In order to control the processes of purification and immobilization, periodically, samples of the supernatant (enzyme solution without the support) and suspension (the whole mixture) were withdrawn, and the enzyme activity was measured.

The yield of immobilization (YI) and the expressed activity (EA) were determined as:

The total activity offered to support is the total number of units (U) added to the support for immobilization, and the unbound enzyme activity refers to the number of units (U) found in the supernatant at the end of the immobilization process.

Thermal stability studies

Thermal inactivation was carried out at different temperatures, with 1 g of immobilized derivative suspended in a 10 mL solution of 0.1 M acetate buffer at pH 5. Periodically samples of the suspension were withdrawn and their activities were tested as was described above. The initial activity was considered as 100%.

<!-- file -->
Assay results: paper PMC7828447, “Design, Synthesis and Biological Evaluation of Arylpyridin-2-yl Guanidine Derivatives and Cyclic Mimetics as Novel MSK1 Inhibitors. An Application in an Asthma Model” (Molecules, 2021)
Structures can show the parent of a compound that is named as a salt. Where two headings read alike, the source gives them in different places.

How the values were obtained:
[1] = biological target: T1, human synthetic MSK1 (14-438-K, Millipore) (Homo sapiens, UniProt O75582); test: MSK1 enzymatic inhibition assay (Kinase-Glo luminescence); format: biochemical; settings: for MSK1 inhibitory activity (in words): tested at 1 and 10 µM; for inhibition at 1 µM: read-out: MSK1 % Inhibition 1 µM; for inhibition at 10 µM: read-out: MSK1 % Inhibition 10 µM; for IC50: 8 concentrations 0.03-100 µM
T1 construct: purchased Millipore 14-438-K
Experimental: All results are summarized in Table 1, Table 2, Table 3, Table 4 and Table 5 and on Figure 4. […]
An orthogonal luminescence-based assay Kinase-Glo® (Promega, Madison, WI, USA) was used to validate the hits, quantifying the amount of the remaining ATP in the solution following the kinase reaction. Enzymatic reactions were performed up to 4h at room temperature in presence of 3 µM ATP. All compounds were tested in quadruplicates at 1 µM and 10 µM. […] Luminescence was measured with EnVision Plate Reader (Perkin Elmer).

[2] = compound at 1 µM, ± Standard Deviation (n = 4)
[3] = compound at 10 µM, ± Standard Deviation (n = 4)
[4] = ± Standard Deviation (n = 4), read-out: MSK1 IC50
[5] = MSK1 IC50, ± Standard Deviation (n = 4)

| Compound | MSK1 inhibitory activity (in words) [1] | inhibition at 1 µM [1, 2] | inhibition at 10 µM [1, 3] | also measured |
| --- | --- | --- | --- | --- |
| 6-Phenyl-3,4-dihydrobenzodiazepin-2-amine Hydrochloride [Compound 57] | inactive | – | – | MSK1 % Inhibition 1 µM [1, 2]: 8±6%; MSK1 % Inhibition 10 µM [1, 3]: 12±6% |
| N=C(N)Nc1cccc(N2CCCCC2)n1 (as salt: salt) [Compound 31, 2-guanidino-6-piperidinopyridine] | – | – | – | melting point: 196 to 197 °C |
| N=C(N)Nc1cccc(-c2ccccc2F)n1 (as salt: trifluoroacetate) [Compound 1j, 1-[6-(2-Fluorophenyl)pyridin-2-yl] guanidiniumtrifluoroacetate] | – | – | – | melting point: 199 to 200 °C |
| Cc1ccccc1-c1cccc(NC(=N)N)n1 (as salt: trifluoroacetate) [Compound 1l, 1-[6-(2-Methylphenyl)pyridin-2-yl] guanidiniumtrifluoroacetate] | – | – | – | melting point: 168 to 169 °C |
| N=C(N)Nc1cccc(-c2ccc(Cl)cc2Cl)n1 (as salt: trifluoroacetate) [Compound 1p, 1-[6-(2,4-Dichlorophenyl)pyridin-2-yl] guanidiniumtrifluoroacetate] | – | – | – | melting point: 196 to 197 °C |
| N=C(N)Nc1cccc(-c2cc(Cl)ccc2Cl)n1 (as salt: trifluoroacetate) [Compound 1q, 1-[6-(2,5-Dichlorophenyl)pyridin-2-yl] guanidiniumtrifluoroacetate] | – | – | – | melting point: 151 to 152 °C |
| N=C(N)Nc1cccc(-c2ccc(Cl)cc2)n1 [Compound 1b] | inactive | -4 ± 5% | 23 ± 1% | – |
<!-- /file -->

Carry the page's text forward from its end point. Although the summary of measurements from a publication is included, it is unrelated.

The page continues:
Inactivation was modeled based on the deactivation theory proposed by Henley and Sadana [40]. Inactivation parameters were determined from the best-fit model of the experimental data which was the one based on two-stage series inactivation mechanism with no residual activity. According to it, biocatalyst inactivation proceeds through two sequential steps of progressively less active enzyme species until a final completely inactive species is obtained, as represented in the following scheme:

where k1 and k2 are first-order transition rates constants, E, E1 and E2 are the corresponding enzyme species. The mathematical model representing this mechanism is: